Finally, and significantly, SPV equity participants and construction and O&M contractors often belong to the same corporate group. The contractors effectively have a seat at the project agreement negotiation table and are able to exert significant influence on the positions agreed between the authority and the SPV. They know and understand the risks they will have to assume.

EPR in the Gulf

By contrast, EPR is a relatively recent feature of project finance agreements in the Middle East. Almost all of my colleagues in Dubai remember a time when contracts did not include REP clauses. The concept has been imported from abroad – perhaps from the UK or the South African REIPPP – and we see it in almost every EPC and O&M contract that passes through our offices. So what are the reasons for the murmurs of dissent in the market?

An important feature of concession-based projects in the region is that many of the active contractors are engaged by the SPV on a bona fide, arm’s length basis and have no ownership interest in the project. For this reason, they typically do not participate meaningfully in risk allocation negotiations at the project agreement level. Despite this, the effect of EPR is often to pass on the full risk of the project, many elements of which might be better borne by the SPV (who can expect to make a good return if the project is a hit).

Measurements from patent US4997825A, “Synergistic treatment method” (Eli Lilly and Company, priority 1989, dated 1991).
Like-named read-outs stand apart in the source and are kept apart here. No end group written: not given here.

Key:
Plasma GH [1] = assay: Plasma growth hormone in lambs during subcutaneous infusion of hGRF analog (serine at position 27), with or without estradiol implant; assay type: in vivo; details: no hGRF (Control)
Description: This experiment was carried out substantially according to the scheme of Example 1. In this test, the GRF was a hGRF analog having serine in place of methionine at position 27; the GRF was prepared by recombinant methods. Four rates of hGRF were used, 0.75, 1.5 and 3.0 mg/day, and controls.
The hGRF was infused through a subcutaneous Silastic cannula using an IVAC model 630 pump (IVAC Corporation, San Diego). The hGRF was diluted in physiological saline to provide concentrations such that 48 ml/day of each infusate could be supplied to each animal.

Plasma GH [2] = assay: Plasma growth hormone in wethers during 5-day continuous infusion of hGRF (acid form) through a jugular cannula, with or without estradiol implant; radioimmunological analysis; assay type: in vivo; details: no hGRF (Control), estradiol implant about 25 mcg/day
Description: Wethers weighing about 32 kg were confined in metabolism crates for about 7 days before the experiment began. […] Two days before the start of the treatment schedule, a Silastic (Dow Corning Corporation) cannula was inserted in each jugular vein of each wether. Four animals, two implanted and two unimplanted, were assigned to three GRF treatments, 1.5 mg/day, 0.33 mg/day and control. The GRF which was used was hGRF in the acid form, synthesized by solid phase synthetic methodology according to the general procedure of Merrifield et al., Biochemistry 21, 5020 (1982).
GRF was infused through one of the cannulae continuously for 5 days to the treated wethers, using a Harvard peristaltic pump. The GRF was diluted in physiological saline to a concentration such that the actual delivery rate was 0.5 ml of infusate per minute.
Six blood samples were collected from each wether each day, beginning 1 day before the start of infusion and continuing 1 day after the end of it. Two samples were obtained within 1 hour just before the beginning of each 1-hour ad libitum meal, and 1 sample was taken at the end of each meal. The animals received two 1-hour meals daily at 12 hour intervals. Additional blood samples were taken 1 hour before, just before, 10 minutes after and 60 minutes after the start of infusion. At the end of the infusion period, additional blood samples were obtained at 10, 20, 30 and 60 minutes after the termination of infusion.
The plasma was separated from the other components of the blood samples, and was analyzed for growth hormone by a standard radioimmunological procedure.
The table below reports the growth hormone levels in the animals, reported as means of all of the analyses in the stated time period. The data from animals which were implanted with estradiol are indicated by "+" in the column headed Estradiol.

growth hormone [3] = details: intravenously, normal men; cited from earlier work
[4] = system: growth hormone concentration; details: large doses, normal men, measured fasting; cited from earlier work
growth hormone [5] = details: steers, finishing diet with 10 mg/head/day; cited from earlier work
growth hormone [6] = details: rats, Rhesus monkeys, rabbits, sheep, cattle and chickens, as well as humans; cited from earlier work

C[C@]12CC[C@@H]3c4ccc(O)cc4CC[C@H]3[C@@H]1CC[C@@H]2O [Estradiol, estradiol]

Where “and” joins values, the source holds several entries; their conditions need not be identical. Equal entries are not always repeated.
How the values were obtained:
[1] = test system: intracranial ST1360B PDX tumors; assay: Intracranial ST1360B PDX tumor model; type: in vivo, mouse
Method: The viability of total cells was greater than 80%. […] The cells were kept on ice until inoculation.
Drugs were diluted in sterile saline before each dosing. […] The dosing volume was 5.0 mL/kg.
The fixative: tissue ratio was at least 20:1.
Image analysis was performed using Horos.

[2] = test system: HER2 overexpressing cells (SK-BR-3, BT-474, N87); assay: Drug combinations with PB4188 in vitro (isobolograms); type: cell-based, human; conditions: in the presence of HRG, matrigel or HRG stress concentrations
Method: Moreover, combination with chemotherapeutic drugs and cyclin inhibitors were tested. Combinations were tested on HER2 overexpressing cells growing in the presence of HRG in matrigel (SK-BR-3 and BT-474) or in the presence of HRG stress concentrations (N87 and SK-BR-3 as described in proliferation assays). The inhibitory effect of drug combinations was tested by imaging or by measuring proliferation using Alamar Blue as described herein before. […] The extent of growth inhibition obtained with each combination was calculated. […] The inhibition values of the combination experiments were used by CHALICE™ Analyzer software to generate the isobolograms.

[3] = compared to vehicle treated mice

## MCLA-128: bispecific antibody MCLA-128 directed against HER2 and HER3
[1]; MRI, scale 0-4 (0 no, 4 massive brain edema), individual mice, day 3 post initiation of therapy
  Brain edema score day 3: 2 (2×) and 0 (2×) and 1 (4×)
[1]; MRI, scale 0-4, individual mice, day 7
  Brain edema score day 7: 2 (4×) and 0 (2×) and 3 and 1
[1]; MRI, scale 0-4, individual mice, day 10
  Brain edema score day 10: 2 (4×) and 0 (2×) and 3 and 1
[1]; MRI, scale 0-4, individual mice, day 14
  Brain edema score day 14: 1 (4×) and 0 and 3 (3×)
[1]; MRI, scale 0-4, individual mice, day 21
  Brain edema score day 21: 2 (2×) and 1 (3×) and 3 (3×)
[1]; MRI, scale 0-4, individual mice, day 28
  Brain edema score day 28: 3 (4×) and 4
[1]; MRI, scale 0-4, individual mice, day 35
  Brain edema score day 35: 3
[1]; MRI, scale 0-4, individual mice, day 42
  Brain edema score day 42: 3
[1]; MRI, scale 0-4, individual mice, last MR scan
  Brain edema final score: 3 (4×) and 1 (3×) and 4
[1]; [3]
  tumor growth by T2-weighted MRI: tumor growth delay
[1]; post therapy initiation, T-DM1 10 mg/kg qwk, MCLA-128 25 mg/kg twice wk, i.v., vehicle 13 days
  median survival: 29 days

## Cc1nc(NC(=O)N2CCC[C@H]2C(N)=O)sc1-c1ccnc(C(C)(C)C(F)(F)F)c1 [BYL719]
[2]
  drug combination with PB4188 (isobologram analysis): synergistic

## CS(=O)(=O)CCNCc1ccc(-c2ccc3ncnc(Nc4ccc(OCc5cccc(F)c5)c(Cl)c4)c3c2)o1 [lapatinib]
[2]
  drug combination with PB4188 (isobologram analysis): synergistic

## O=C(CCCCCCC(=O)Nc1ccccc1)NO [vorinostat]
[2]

An aggravating factor is that some project agreements (or at least parts of them) are sometimes not as comprehensive or as detailed or as clear in terms of risk transfer as those in more mature project finance markets. The terms can often be ambiguous and the parties may not be certain how the risks are allocated, if they have been allocated at all. Therefore, EPR runs the risk of being used as a blunt instrument to impose unclear or unknown project risks on the contractor, rather than to protect against potential small gaps in risk transfer. However, contractors’ margins in today’s market are historically low, which means they cannot afford to adjust their prices to account for this uncertainty.

REP and bankability

So if the sponsors have reservations about the EPR and the contractors do not want to accept the EPR, the question is whether construction and O&M contracts can still be bankable without an EPR clause. In some ways, that’s not the right place to start. The market remains extremely competitive for contractors and many will offer EPR with no apparent impact on price. This is especially true for new entrants to the market looking to win their first contracts or for experienced players who are comfortable with the risks of working in a particular jurisdiction. So many sponsors will expect to see an EPR clause in EPC and O&M contracts, regardless of the lender’s perspective.

That said, our office is of the view that the EPR is not a point of bankability if the lawyers and technical advisors have carried out a thorough review of the project agreement and carried out a complete transmission of the relevant risks. A few years ago I met with a client to review residual claims that might arise outside of the main transmission areas (force majeure, change in law, authority delay, technical specifications, testing regimes and a few others). We couldn’t think of anything that wasn’t very theoretical and the lenders were equally convinced: we proceeded with a very narrowly defined EPR concept. This helped the contractor to offer a reasonable price and the project was delivered successfully. From what we’re hearing, we expect this to become an increasingly popular trend.